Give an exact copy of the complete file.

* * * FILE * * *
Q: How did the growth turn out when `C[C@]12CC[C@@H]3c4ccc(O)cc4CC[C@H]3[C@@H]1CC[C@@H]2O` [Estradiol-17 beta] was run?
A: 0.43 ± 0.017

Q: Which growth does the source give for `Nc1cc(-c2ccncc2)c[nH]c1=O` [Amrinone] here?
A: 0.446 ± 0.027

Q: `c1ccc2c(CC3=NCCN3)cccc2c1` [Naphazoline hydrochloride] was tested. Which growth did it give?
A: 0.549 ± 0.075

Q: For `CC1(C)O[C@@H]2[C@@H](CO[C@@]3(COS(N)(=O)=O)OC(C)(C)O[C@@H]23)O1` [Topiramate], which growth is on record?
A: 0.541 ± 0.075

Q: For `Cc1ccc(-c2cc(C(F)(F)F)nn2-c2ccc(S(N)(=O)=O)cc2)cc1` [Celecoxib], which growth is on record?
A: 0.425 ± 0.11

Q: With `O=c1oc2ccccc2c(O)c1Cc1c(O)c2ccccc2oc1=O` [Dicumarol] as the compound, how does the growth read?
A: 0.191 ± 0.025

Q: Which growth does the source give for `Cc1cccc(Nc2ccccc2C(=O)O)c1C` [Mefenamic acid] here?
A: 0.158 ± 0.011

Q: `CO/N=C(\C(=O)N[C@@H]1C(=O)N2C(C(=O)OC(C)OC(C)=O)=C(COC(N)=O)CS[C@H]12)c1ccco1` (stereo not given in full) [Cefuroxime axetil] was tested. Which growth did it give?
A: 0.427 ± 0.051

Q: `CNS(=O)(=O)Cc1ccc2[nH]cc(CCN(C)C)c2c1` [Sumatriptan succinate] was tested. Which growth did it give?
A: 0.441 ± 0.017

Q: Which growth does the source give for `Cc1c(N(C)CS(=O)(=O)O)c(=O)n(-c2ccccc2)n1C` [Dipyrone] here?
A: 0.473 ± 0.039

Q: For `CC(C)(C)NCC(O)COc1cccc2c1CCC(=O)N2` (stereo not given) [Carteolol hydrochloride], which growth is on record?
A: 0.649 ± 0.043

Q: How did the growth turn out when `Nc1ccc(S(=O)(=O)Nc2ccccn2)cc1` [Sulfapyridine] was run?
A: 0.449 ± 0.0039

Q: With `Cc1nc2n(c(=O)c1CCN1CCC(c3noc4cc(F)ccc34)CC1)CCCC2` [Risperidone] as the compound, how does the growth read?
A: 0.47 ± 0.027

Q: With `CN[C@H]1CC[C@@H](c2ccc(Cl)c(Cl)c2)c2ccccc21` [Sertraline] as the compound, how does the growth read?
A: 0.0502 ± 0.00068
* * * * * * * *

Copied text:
Q: How did the growth turn out when `C[C@]12CC[C@@H]3c4ccc(O)cc4CC[C@H]3[C@@H]1CC[C@@H]2O` [Estradiol-17 beta] was run?
A: 0.43 ± 0.017

Q: Which growth does the source give for `Nc1cc(-c2ccncc2)c[nH]c1=O` [Amrinone] here?
A: 0.446 ± 0.027

Q: `c1ccc2c(CC3=NCCN3)cccc2c1` [Naphazoline hydrochloride] was tested. Which growth did it give?
A: 0.549 ± 0.075

Q: For `CC1(C)O[C@@H]2[C@@H](CO[C@@]3(COS(N)(=O)=O)OC(C)(C)O[C@@H]23)O1` [Topiramate], which growth is on record?
A: 0.541 ± 0.075

Q: For `Cc1ccc(-c2cc(C(F)(F)F)nn2-c2ccc(S(N)(=O)=O)cc2)cc1` [Celecoxib], which growth is on record?
A: 0.425 ± 0.11

Q: With `O=c1oc2ccccc2c(O)c1Cc1c(O)c2ccccc2oc1=O` [Dicumarol] as the compound, how does the growth read?
A: 0.191 ± 0.025

Q: Which growth does the source give for `Cc1cccc(Nc2ccccc2C(=O)O)c1C` [Mefenamic acid] here?
A: 0.158 ± 0.011

Q: `CO/N=C(\C(=O)N[C@@H]1C(=O)N2C(C(=O)OC(C)OC(C)=O)=C(COC(N)=O)CS[C@H]12)c1ccco1` (stereo not given in full) [Cefuroxime axetil] was tested. Which growth did it give?
A: 0.427 ± 0.051

Q: `CNS(=O)(=O)Cc1ccc2[nH]cc(CCN(C)C)c2c1` [Sumatriptan succinate] was tested. Which growth did it give?
A: 0.441 ± 0.017

Q: Which growth does the source give for `Cc1c(N(C)CS(=O)(=O)O)c(=O)n(-c2ccccc2)n1C` [Dipyrone] here?
A: 0.473 ± 0.039

Q: For `CC(C)(C)NCC(O)COc1cccc2c1CCC(=O)N2` (stereo not given) [Carteolol hydrochloride], which growth is on record?
A: 0.649 ± 0.043

Q: How did the growth turn out when `Nc1ccc(S(=O)(=O)Nc2ccccn2)cc1` [Sulfapyridine] was run?
A: 0.449 ± 0.0039

Q: With `Cc1nc2n(c(=O)c1CCN1CCC(c3noc4cc(F)ccc34)CC1)CCCC2` [Risperidone] as the compound, how does the growth read?
A: 0.47 ± 0.027

Q: With `CN[C@H]1CC[C@@H](c2ccc(Cl)c(Cl)c2)c2ccccc21` [Sertraline] as the compound, how does the growth read?
A: 0.0502 ± 0.00068